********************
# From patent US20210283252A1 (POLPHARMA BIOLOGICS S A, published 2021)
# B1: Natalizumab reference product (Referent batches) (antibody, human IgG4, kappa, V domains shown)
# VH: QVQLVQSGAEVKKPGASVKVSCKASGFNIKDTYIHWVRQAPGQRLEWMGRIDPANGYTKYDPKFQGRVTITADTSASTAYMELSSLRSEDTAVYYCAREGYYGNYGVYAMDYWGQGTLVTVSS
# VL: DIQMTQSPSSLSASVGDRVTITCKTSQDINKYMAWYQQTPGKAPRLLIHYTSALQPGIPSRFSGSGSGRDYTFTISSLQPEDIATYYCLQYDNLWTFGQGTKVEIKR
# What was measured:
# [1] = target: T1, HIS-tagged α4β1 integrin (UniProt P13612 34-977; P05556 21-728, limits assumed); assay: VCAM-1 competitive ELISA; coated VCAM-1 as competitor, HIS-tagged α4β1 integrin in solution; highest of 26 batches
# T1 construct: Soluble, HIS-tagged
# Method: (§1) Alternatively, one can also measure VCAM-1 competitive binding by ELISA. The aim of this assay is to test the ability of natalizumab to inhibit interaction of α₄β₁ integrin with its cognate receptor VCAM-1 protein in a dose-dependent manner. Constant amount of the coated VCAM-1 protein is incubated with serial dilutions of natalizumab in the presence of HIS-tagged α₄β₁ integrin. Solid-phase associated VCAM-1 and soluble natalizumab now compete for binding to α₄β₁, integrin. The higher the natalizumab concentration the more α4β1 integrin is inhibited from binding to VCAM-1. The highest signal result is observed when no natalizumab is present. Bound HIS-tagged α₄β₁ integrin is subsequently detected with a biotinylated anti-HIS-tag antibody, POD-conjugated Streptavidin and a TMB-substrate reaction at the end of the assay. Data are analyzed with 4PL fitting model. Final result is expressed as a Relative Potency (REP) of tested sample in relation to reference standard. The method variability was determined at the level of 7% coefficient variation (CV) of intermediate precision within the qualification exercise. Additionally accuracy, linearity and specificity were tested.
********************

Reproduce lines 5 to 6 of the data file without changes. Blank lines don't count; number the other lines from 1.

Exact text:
# What was measured:
# [1] = target: T1, HIS-tagged α4β1 integrin (UniProt P13612 34-977; P05556 21-728, limits assumed); assay: VCAM-1 competitive ELISA; coated VCAM-1 as competitor, HIS-tagged α4β1 integrin in solution; highest of 26 batches